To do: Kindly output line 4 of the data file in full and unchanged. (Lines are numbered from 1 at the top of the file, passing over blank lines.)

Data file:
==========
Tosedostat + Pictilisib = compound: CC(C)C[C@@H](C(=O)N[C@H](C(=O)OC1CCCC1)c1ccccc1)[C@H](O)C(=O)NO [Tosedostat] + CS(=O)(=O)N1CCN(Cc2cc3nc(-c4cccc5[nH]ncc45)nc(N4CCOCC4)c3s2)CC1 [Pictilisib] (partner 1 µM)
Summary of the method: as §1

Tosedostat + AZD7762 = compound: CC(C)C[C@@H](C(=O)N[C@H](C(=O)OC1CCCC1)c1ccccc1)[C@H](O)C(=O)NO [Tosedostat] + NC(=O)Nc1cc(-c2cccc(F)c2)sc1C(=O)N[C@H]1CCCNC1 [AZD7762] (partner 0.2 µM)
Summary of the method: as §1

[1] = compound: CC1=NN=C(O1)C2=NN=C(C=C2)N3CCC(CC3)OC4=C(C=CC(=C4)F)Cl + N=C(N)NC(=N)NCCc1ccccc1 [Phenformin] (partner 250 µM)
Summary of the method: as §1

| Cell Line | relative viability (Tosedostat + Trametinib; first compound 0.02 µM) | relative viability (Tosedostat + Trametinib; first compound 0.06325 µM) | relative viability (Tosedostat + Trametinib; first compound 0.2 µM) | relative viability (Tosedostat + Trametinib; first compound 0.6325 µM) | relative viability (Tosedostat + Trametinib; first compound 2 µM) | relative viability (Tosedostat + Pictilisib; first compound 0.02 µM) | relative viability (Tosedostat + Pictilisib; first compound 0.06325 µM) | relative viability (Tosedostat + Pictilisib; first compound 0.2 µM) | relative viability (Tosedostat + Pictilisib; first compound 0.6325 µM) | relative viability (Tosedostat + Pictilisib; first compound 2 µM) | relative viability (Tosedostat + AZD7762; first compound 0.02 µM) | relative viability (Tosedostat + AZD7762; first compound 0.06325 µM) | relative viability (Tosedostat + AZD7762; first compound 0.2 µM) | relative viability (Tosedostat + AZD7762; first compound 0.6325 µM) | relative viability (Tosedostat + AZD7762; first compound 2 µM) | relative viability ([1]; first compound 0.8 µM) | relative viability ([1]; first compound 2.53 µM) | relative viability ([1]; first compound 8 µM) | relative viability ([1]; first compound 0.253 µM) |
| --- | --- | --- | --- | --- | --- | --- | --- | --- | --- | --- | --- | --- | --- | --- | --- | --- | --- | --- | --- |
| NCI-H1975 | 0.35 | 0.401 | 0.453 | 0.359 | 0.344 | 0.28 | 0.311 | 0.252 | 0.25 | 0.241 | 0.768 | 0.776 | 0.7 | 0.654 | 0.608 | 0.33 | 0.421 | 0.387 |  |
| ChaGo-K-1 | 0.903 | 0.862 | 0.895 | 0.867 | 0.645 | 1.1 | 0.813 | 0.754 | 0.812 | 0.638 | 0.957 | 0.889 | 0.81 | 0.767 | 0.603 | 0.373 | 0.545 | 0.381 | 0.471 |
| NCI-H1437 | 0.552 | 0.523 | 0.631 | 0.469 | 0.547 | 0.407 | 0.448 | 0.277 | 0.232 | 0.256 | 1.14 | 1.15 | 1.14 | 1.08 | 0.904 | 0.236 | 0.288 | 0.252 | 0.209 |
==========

Summary of the method: as §1